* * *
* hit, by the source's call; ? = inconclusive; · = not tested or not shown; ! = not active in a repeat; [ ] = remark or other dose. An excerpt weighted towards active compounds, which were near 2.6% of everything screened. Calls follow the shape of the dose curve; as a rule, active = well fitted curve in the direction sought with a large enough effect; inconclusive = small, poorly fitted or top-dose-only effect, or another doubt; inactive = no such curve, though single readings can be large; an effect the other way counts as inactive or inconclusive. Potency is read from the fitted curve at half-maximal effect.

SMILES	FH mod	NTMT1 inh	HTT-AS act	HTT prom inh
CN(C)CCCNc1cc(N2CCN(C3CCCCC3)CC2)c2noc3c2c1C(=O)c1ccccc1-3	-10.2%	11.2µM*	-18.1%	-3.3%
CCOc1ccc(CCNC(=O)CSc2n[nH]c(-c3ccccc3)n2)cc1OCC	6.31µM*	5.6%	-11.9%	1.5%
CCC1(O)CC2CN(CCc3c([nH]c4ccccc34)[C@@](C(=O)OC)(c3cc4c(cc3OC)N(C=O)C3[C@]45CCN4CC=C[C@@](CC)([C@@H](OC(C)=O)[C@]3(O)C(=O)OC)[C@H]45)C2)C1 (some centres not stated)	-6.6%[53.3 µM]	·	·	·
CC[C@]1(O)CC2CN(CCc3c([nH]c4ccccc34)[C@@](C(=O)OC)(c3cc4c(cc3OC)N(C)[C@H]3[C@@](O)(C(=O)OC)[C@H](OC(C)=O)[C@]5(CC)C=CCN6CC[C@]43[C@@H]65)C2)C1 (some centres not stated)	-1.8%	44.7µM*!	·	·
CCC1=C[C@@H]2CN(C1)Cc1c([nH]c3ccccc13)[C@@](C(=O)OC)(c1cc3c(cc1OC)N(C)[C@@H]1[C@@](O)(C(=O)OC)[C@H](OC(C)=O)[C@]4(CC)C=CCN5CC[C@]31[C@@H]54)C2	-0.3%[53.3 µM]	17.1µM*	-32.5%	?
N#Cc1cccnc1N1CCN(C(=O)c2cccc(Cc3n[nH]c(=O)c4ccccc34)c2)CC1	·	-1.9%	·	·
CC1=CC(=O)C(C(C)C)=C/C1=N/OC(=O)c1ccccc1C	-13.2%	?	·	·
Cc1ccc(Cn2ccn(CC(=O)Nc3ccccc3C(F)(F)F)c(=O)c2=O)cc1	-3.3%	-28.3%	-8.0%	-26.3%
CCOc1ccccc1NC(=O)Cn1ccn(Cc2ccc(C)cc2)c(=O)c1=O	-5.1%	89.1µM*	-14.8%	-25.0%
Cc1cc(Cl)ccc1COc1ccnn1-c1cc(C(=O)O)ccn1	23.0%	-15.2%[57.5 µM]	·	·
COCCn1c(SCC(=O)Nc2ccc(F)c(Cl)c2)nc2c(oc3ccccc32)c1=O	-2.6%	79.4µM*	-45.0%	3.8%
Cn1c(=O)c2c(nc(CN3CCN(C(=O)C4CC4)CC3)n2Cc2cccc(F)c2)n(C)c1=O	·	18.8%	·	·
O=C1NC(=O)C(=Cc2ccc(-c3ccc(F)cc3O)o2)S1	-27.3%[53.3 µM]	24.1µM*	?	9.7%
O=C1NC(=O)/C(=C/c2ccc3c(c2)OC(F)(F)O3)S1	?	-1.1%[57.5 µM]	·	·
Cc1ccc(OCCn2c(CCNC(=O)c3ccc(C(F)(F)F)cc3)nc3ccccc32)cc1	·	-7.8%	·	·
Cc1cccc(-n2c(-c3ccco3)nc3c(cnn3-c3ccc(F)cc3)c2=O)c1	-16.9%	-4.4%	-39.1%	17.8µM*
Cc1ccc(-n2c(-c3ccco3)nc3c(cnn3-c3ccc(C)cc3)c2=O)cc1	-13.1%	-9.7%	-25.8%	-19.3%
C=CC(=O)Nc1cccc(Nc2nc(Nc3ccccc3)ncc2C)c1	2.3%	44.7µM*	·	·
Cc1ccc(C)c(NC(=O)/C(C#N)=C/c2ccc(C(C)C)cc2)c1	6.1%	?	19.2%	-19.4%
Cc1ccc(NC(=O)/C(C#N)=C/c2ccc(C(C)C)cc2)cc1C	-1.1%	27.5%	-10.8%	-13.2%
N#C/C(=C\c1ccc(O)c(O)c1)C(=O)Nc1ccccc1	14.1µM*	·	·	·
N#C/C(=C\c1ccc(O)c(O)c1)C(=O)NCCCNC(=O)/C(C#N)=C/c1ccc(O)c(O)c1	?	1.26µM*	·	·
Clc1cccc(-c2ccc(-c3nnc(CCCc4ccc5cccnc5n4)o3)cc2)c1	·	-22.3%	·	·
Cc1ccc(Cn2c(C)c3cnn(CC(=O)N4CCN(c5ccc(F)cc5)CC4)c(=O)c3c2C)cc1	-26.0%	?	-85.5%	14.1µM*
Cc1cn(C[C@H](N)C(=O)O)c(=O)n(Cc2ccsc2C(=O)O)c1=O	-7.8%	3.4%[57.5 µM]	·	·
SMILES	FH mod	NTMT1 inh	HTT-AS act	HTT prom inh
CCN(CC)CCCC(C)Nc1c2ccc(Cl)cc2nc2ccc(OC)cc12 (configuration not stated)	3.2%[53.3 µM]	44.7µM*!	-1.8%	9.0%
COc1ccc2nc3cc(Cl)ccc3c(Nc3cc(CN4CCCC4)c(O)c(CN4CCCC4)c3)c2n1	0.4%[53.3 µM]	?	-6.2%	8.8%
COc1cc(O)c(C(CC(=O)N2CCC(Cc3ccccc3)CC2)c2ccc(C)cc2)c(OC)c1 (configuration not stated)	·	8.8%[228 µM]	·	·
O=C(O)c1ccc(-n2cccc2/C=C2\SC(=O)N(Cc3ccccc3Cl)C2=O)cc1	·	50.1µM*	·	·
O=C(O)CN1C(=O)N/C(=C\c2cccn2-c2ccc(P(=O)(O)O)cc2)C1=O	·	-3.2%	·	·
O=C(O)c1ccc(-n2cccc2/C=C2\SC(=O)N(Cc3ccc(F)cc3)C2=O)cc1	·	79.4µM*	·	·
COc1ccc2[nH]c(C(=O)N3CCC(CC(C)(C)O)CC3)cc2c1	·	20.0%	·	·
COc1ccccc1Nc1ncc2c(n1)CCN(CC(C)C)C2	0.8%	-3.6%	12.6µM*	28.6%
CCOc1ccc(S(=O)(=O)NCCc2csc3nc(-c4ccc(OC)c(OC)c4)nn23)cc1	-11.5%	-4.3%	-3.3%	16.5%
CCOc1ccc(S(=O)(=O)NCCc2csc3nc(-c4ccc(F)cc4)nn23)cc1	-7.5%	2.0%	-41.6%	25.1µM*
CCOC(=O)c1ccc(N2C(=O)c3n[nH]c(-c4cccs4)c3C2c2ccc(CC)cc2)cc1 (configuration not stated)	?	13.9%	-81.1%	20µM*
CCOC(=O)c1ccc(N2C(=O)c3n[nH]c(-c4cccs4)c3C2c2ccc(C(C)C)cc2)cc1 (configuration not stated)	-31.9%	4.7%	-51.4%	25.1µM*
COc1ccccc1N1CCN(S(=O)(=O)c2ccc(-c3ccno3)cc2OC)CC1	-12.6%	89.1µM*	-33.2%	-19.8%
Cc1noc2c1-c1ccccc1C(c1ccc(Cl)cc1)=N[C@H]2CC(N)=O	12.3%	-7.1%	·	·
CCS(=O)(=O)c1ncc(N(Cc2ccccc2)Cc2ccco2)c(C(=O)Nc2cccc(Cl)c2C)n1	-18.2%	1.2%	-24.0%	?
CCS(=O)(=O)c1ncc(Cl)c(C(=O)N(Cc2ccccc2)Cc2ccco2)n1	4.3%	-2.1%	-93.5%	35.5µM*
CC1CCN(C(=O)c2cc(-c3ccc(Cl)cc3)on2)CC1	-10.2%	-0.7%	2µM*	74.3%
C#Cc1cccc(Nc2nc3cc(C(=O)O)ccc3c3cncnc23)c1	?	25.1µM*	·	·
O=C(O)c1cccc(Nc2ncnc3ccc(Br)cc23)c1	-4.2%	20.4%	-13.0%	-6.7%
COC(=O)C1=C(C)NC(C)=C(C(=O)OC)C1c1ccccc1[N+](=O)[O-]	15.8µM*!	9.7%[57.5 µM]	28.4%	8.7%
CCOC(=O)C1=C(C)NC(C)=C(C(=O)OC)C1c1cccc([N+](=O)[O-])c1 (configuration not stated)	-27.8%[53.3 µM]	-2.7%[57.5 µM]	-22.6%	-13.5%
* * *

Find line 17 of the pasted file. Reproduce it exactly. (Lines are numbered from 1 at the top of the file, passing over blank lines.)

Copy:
Cc1ccc(OCCn2c(CCNC(=O)c3ccc(C(F)(F)F)cc3)nc3ccccc32)cc1	·	-7.8%	·	·